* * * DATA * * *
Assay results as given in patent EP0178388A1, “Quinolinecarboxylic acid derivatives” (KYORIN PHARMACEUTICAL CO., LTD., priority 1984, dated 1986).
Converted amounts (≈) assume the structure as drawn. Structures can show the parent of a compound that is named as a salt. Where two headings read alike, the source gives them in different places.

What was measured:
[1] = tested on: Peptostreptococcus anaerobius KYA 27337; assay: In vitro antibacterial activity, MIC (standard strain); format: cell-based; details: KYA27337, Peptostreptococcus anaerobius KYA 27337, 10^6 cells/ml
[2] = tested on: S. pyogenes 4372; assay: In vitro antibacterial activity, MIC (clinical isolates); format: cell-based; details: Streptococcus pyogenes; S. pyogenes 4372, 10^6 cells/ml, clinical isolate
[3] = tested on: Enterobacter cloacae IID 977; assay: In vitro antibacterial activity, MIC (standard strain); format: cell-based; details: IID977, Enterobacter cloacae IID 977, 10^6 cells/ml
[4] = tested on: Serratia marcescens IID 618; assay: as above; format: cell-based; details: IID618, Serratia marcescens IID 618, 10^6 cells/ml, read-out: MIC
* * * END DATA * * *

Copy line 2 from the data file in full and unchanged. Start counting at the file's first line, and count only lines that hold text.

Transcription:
Converted amounts (≈) assume the structure as drawn. Structures can show the parent of a compound that is named as a salt. Where two headings read alike, the source gives them in different places.